Every mainstream entertainment hit – from Marvel to Call of Duty, to prestige TV – is at more risk of a rapid decline in popularity than ever. Fueled by the internet and on-demand media, alternative options are compelling and diversified. So when the audience sees a weak spot in their entertainment library, many bail to new possibilities, even across different forms of media, and don’t look back. Let’s call it Niche Consumption Theory (NCT).
NCT is an underrated contributor to The Marvels bombing. While many factors sunk the box office, from middling reviews to superhero fatigue, it’s exacerbated by having so many great leisure substitutes to swap in. TikTok, PS5, mobile gaming, Netflix reality TV, VR, and other alternatives can look very appealing against a mid-tier MCU film. They won’t match the spectacle of a $300 million movie, but they don’t have to.
As streaming services continue to raise prices and make questionable quality control decisions (unwanted filler, canceling shows, stripping perks), it’s crucial to take charge.
Pare down to the essentials, and treat everything else with a temporary “jump in, jump out” mindset. It’s a straightforward approach to follow, and along the way, you’ll save money and improve your watching patterns by paring down to what matters most.
Start with an audit of your interests and viewing habits. While a few rare types skip across many subscriptions evenly, it’s more likely that only one or two services dominate your time. Many would pick Netflix, with its abundant back catalog, or Disney Plus for family viewing. I’m a huge foreign and indie movie fan, so Mubi or The Criterion Channel are my go-tos. Limit this list to just one or two services, and consider them essentials. Subscribe and don’t look back.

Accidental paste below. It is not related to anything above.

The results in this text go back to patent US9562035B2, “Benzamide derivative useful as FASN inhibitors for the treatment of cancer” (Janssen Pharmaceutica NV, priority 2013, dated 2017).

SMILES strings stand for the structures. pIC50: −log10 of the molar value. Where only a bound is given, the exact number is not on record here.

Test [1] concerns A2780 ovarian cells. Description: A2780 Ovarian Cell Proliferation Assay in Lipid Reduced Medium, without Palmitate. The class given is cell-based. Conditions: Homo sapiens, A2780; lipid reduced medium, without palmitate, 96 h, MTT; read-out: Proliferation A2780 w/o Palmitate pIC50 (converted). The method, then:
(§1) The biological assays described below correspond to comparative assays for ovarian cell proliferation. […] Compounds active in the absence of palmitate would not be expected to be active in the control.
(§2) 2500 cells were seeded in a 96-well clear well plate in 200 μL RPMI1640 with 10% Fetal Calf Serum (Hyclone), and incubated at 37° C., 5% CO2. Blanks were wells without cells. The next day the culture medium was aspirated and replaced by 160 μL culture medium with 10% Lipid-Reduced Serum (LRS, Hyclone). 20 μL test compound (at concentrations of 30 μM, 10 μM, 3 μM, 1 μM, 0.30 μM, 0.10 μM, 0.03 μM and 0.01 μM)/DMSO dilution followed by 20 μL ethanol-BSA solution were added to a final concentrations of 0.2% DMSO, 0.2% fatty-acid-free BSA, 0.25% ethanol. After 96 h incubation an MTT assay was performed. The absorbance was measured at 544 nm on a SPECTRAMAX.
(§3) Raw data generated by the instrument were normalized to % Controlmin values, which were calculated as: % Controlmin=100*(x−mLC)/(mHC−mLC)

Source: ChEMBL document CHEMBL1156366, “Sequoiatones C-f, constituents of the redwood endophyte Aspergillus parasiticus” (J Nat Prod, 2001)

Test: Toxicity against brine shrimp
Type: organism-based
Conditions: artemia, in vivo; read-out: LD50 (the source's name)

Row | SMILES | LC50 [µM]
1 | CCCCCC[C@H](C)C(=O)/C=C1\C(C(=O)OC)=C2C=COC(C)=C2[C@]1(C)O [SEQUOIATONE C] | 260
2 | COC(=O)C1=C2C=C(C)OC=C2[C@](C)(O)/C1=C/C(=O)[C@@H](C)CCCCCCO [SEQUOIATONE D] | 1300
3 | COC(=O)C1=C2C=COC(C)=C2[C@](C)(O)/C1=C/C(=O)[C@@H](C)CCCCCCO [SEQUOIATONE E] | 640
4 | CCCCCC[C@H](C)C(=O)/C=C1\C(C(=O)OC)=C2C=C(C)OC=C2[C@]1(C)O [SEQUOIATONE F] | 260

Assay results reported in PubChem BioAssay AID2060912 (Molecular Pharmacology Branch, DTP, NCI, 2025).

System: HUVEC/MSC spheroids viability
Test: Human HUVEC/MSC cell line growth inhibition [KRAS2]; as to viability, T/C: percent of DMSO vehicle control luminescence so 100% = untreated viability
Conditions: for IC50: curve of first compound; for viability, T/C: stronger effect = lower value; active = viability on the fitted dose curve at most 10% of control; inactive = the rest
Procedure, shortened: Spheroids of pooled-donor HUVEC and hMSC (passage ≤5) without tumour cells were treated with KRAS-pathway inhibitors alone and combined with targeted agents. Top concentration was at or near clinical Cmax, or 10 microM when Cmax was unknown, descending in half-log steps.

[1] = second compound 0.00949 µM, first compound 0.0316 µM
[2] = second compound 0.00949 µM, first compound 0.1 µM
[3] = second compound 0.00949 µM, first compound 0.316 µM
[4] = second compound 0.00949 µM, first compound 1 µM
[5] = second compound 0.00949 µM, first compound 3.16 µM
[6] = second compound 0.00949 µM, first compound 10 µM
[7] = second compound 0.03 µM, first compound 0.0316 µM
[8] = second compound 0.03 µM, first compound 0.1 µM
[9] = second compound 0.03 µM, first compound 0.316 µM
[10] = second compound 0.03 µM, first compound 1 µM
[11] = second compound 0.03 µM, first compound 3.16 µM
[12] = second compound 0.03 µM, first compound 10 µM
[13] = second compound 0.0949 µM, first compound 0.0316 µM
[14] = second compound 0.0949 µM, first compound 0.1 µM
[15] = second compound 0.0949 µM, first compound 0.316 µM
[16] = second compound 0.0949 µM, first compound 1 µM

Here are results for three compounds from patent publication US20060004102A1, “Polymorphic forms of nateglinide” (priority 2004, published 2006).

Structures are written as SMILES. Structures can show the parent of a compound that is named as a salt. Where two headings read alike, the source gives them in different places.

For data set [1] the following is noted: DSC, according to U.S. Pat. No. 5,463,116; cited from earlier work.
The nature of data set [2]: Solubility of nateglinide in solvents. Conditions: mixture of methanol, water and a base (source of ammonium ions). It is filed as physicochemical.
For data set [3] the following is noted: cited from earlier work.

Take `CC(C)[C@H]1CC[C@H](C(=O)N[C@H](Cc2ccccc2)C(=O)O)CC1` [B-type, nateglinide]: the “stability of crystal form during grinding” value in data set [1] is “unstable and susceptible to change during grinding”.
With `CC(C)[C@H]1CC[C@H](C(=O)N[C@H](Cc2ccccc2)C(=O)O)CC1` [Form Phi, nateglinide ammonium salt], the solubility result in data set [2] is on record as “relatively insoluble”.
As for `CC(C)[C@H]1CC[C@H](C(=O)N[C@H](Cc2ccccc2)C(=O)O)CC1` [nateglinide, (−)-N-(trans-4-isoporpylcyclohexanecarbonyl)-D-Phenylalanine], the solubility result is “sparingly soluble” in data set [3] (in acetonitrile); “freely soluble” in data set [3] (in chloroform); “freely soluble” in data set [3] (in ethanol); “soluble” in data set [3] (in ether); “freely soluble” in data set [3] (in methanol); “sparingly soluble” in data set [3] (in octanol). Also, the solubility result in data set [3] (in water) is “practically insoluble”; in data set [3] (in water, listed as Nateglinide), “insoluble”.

The 2015 comedy-drama Mississippi Grind – the movie’s release alongside the build up and aftermath of its principal cast and crew – tells you everything you need to know about the dire state of today’s big budget movies. Grind is an underseen road trip, buddy comedy, and character study of two struggling gamblers played by Ryan Reynolds and Ben Mendelsohn.
Everything about Reynolds, Mendelsohn, and the film’s directors, Anna Boden and Ryan Fleck, before their intersection on Grind chart a familiar path for budding Hollywood talent.
Reynolds had a traditional leading man trajectory. He started his career in Canadian soap operas before decamping to Hollywood and landing supporting parts in a few studio comedies. Success led him into other genres (Blade Trinity) and a few breakthrough leading roles in bigger budget fare like Green Lantern and the rom-com The Proposal. By 2010, he was rich, famous, and a movie star. Around this time, he mixed in some more eclectic work with small indie directors, including Atom Egoyan (The Captive) and Persopolis director Marjane Satrapi (The Voices).
I learned a lot at TIFF 23, ending the festival with a more informed strategy for approaching future years. The sheer time on the ground helped; it was my first year as a volunteer and my first as a more devoted attendee, bumping up from three screenings in 2022 to eighteen this year.
You may be reading this and have never been to any film festival, but you’re considering watching a movie or two at TIFF 24. Or you’ve been doing this for many years and will happily pre-pay for thirty-plus films, sight unseen. Regardless of experience or interest, I have advice to make the most of your time at the festival.